by Matthew Dyson
Photographs by Matthew Dyson and Various Madrid Journals
Estado Puro | Plaza Cánovas del Castillo | 4, 28014, Madrid
+34 913 30 24 00
Saturday 12:00 pm – 12:00 am
I’m looking at a glass, filled with a rich, creamy foam. It looks and feels to the touch like an expensive coffee. Only I know it is filled with eggs. And caramelised onions. And liquidised potato. If ever there was such a thing as a post-modern tortilla español, this is definitely it. I plunge in and to my relief – and despite still definitely looking like a coffee – it tastes like the best omelette I’ve ever had.
Estado Puro is full of little surprises like that. This is Madrid tapas culture Kubrick style, a culinary Odyssey which keeps all the tradition and rich historic flavour of old Spain and playfully tips it on its head. It should be said that if there was ever a Spanish-themed space station, it would probably look like this. The bar glows orange, catching the light on hundreds of blood-red dresses on the dancing flamenco dolls which are glued to the side. Looking up, the ceiling is covered in thousands of doilies, back-lit in blue neon light. And the walls are full of clever slogans in tasteful fonts as if it has been given a makeover by a group of graphic designers.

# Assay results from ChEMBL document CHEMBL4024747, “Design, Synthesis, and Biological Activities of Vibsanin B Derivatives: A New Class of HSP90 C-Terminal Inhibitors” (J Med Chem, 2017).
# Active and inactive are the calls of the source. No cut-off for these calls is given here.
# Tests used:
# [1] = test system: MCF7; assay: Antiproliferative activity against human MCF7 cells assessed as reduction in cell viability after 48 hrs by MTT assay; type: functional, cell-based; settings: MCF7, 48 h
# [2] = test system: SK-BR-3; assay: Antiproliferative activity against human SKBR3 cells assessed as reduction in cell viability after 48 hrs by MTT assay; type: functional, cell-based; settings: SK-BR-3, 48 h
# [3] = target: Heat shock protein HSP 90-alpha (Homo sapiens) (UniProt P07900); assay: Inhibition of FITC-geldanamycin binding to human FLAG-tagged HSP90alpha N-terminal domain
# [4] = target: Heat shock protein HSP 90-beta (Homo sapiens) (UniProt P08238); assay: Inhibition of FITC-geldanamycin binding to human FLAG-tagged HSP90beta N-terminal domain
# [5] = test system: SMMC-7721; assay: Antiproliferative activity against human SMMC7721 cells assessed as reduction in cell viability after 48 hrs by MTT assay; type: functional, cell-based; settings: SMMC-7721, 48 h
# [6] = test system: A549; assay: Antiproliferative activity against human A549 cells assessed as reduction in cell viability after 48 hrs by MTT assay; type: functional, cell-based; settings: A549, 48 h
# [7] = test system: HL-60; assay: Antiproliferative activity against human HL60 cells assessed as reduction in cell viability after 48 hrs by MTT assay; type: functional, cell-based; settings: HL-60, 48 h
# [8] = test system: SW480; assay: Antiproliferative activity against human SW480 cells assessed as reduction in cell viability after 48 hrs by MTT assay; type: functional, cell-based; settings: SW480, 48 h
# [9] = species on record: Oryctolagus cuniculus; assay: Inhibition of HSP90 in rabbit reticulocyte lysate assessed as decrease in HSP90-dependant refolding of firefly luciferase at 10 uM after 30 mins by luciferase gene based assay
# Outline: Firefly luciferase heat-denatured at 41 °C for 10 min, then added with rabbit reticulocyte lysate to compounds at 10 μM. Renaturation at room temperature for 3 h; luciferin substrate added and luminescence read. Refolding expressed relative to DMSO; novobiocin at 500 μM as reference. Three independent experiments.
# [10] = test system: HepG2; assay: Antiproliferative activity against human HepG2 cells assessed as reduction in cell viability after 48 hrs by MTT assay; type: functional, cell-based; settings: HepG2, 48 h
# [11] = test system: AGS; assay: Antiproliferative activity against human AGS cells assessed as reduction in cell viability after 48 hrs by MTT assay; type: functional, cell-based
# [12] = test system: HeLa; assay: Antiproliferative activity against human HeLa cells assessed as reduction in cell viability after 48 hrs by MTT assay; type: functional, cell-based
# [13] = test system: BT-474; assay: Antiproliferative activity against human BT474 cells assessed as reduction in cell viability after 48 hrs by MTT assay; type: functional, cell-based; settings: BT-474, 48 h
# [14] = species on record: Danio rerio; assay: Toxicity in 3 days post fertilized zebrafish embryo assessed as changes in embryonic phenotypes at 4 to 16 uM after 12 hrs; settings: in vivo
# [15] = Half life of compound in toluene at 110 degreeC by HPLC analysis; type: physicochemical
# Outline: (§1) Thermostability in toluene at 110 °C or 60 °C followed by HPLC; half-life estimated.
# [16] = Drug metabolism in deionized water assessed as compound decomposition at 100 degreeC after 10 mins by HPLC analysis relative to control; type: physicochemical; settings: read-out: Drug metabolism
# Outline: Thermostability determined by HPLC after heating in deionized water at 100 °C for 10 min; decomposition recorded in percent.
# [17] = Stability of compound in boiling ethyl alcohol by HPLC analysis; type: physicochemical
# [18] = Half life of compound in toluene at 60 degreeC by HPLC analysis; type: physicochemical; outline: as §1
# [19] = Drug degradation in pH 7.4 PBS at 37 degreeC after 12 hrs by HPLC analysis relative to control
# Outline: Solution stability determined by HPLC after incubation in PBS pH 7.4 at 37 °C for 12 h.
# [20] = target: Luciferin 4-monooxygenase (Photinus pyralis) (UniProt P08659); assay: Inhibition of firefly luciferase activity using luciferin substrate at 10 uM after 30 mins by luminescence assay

It is the brain child of Paco Roncero, who aims to bring his Michelin star creativity to tapas, jolting it into the 21st century and making it beat in time to the lighting pace of modern Madrid.
Over the years he’s more or less become the king of Spanish cooking, winning the most prestigious culinary awards including the Nobel Chef L’Avenir 2005, awarded by the International Academy of Gastronomy and the National Gastronomy Award in 2006.
But don’t worry this isn’t an opulent vanity project, offering tiny portions of bankrupting-priced food to the bored elite on the look out for a snack the price of a yacht. Yes it is cool. And, no this won’t be for everyone. But it is tapas at tapas prices ( €2-3 Euros) and as welcoming as any of the oak-paneled bars which have been propping up Madridians for a couple of centuries. It’s just that it is so bewitching you’ll probably never want to leave.
The house specialty arrives and has the opposite effect on my senses in comparison to the omelette. It looks like a plump , juicy half-roast chicken but I know it has been cooked in gin. There’s even a shot of foamy gin purée to pour on it. This should look as weird as it sounds, I think, looking for signs of willful mischief. Nope. Nothing. Just a fork gliding through perfectly cut meat, my head exploding with flavour and not long after, the frowning face of my girlfriend as I gnaw on the remaining bones like an underfed caveman.
We sit back, order vermouth and watch people drift down Huertas. There’s museums full of art down the hill and when night tips past midnight, all manner of life spilling onto the street. Puro Estado bridges the gap and puts the fun back into both. A bold, brash masterpiece that messes with your mind, knows where it’s from, does things it’s own way and leaves you wanting more. Just like Madrid.
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